Hey, how y’all doing? I just want to first show my condolences to the family. Atlanta, real great city. I love Atlanta. This is not my first time being to Atlanta. I’m from Memphis. And we come to Atlanta to try to conquer our dreams, not witness no murders. What I witnessed was real horrific and I wouldn’t wish that on nobody who trying to visit a city. I mean, I don’t know where to start. I witnessed the murder. I almost was killed myself. I feel trampled about it, but I’m glad the family getting his justice that they deserve. And I wish it’d just all just cease, but it’s hard because where I’m from, it happens every day, murders. Memphis just one of them cities. But we come here to try to escape that. I wasn’t here long before it happened, I was just here about two hours maybe. We wanted to get some food. And went to the Wendy’s and this situation occurred. I mean, it’s not my fault. I wasn’t looking for it. I just was at the wrong place, wrong time. And I just hate it happened.
Speaker 3: (10:49)
Can we ask him questions?
Attorney Williams: (10:54)
A little bit later. You want to get up, Melvin?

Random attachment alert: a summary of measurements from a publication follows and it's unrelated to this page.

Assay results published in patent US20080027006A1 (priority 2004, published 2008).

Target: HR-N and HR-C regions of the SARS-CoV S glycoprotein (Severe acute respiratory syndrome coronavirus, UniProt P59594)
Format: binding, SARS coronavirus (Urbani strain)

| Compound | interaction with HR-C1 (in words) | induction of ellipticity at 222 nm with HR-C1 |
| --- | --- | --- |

Melvin Evans: (10:57)
Attorney Williams: (10:59)
You good? You can ask him some questions then.
Speaker 3: (11:04)
Thank you for being here, first of all. And it’s a couple questions. When you first saw police talking to Mr. Brooks, can you just describe how you felt watching the escalation? And the second question is just did you see the officer kick him after he was on the ground?
Mr. Perkins: (11:24)
So you want me to answer the first question first?
Speaker 3: (11:25)
Yes. And I can ask the second again.
Mr. Perkins: (11:25)
Say that first question again.
Speaker 3: (11:26)
How did you feel when you saw it escalate, when you saw it go from-
Mr. Perkins: (11:33)
I called it. He’ll tell hisself, I called it. When I heard the officer, “Stop resisting.” And it’s nighttime. We just pulled up, we weren’t in the lot maybe three minutes before all this occurred. And I just heard all the tussling and, “Stop resisting, stop fighting.” I said, “This man fixing to kill this man out here.” I ain’t know what color he was or nothing. We were the last car line and the situation occurred up there first before he started running toward our vehicle. And when I seen him running, I heard the tasers or whatever. Then when I heard them shots, my first reaction was to duck. I was up under the seat in the back seat ducking. I didn’t even see nothing until we was off the lot. I ain’t see none of that. I was down. I was trying to duck away. So I don’t know about the other stuff. Yeah.